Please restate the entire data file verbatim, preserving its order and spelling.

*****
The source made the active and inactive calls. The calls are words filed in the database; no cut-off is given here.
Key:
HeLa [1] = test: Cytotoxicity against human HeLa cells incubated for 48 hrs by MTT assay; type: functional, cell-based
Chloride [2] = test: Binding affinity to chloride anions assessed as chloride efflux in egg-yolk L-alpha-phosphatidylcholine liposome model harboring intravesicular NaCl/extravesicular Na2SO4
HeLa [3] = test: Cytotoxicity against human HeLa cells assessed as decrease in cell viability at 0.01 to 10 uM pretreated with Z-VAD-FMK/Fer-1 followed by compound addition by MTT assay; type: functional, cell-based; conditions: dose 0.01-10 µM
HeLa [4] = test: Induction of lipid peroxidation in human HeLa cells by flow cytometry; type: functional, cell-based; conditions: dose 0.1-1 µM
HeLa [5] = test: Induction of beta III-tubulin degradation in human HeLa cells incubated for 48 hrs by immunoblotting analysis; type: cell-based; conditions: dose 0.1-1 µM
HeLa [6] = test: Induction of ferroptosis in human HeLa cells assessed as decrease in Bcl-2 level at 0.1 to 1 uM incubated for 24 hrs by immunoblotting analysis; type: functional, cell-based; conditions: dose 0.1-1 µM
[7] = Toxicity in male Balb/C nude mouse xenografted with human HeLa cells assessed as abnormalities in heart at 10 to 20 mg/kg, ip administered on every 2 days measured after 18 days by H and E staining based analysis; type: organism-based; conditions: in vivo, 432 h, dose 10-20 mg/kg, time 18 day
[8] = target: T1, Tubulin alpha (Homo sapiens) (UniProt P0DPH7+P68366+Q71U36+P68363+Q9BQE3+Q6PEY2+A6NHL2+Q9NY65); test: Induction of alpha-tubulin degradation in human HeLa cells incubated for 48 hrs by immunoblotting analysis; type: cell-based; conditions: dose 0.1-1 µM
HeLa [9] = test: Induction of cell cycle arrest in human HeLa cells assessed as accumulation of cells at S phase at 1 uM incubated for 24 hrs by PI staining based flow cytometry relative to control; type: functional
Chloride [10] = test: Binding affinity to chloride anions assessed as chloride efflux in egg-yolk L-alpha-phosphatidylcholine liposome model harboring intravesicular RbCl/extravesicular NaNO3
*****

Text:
The source made the active and inactive calls. The calls are words filed in the database; no cut-off is given here.
Key:
HeLa [1] = test: Cytotoxicity against human HeLa cells incubated for 48 hrs by MTT assay; type: functional, cell-based
Chloride [2] = test: Binding affinity to chloride anions assessed as chloride efflux in egg-yolk L-alpha-phosphatidylcholine liposome model harboring intravesicular NaCl/extravesicular Na2SO4
HeLa [3] = test: Cytotoxicity against human HeLa cells assessed as decrease in cell viability at 0.01 to 10 uM pretreated with Z-VAD-FMK/Fer-1 followed by compound addition by MTT assay; type: functional, cell-based; conditions: dose 0.01-10 µM
HeLa [4] = test: Induction of lipid peroxidation in human HeLa cells by flow cytometry; type: functional, cell-based; conditions: dose 0.1-1 µM
HeLa [5] = test: Induction of beta III-tubulin degradation in human HeLa cells incubated for 48 hrs by immunoblotting analysis; type: cell-based; conditions: dose 0.1-1 µM
HeLa [6] = test: Induction of ferroptosis in human HeLa cells assessed as decrease in Bcl-2 level at 0.1 to 1 uM incubated for 24 hrs by immunoblotting analysis; type: functional, cell-based; conditions: dose 0.1-1 µM
[7] = Toxicity in male Balb/C nude mouse xenografted with human HeLa cells assessed as abnormalities in heart at 10 to 20 mg/kg, ip administered on every 2 days measured after 18 days by H and E staining based analysis; type: organism-based; conditions: in vivo, 432 h, dose 10-20 mg/kg, time 18 day
[8] = target: T1, Tubulin alpha (Homo sapiens) (UniProt P0DPH7+P68366+Q71U36+P68363+Q9BQE3+Q6PEY2+A6NHL2+Q9NY65); test: Induction of alpha-tubulin degradation in human HeLa cells incubated for 48 hrs by immunoblotting analysis; type: cell-based; conditions: dose 0.1-1 µM
HeLa [9] = test: Induction of cell cycle arrest in human HeLa cells assessed as accumulation of cells at S phase at 1 uM incubated for 24 hrs by PI staining based flow cytometry relative to control; type: functional
Chloride [10] = test: Binding affinity to chloride anions assessed as chloride efflux in egg-yolk L-alpha-phosphatidylcholine liposome model harboring intravesicular RbCl/extravesicular NaNO3